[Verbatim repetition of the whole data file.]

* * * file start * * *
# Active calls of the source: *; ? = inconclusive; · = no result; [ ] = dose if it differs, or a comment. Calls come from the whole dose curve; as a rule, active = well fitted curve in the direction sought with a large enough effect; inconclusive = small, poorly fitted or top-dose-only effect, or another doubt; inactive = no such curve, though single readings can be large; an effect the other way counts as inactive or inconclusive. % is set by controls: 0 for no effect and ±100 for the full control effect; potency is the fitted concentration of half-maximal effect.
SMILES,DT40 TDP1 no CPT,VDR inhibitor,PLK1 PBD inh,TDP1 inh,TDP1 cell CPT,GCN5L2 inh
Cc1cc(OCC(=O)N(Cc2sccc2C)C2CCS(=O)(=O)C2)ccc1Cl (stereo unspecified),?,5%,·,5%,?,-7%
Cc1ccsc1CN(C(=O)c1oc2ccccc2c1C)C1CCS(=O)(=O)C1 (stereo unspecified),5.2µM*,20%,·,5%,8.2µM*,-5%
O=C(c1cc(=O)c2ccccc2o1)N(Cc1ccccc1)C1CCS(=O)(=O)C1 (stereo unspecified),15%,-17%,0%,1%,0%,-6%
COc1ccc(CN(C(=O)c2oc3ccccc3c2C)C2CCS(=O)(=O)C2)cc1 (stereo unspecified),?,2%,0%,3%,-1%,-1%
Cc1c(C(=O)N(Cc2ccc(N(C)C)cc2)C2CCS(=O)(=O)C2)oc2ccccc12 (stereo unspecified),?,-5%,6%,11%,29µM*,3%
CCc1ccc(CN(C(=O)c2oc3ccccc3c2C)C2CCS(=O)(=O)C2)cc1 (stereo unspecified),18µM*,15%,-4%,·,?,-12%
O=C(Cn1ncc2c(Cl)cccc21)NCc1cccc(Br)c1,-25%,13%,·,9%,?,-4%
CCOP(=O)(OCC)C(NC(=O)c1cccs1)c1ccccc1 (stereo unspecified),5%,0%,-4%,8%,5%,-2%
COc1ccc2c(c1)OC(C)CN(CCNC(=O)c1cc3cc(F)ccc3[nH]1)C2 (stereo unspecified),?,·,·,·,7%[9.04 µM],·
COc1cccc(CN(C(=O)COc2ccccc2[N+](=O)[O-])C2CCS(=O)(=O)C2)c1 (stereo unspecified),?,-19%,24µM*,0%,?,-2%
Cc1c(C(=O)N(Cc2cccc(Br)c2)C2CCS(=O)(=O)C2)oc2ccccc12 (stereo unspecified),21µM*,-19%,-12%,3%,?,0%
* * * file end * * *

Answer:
# Active calls of the source: *; ? = inconclusive; · = no result; [ ] = dose if it differs, or a comment. Calls come from the whole dose curve; as a rule, active = well fitted curve in the direction sought with a large enough effect; inconclusive = small, poorly fitted or top-dose-only effect, or another doubt; inactive = no such curve, though single readings can be large; an effect the other way counts as inactive or inconclusive. % is set by controls: 0 for no effect and ±100 for the full control effect; potency is the fitted concentration of half-maximal effect.
SMILES,DT40 TDP1 no CPT,VDR inhibitor,PLK1 PBD inh,TDP1 inh,TDP1 cell CPT,GCN5L2 inh
Cc1cc(OCC(=O)N(Cc2sccc2C)C2CCS(=O)(=O)C2)ccc1Cl (stereo unspecified),?,5%,·,5%,?,-7%
Cc1ccsc1CN(C(=O)c1oc2ccccc2c1C)C1CCS(=O)(=O)C1 (stereo unspecified),5.2µM*,20%,·,5%,8.2µM*,-5%
O=C(c1cc(=O)c2ccccc2o1)N(Cc1ccccc1)C1CCS(=O)(=O)C1 (stereo unspecified),15%,-17%,0%,1%,0%,-6%
COc1ccc(CN(C(=O)c2oc3ccccc3c2C)C2CCS(=O)(=O)C2)cc1 (stereo unspecified),?,2%,0%,3%,-1%,-1%
Cc1c(C(=O)N(Cc2ccc(N(C)C)cc2)C2CCS(=O)(=O)C2)oc2ccccc12 (stereo unspecified),?,-5%,6%,11%,29µM*,3%
CCc1ccc(CN(C(=O)c2oc3ccccc3c2C)C2CCS(=O)(=O)C2)cc1 (stereo unspecified),18µM*,15%,-4%,·,?,-12%
O=C(Cn1ncc2c(Cl)cccc21)NCc1cccc(Br)c1,-25%,13%,·,9%,?,-4%
CCOP(=O)(OCC)C(NC(=O)c1cccs1)c1ccccc1 (stereo unspecified),5%,0%,-4%,8%,5%,-2%
COc1ccc2c(c1)OC(C)CN(CCNC(=O)c1cc3cc(F)ccc3[nH]1)C2 (stereo unspecified),?,·,·,·,7%[9.04 µM],·
COc1cccc(CN(C(=O)COc2ccccc2[N+](=O)[O-])C2CCS(=O)(=O)C2)c1 (stereo unspecified),?,-19%,24µM*,0%,?,-2%
Cc1c(C(=O)N(Cc2cccc(Br)c2)C2CCS(=O)(=O)C2)oc2ccccc12 (stereo unspecified),21µM*,-19%,-12%,3%,?,0%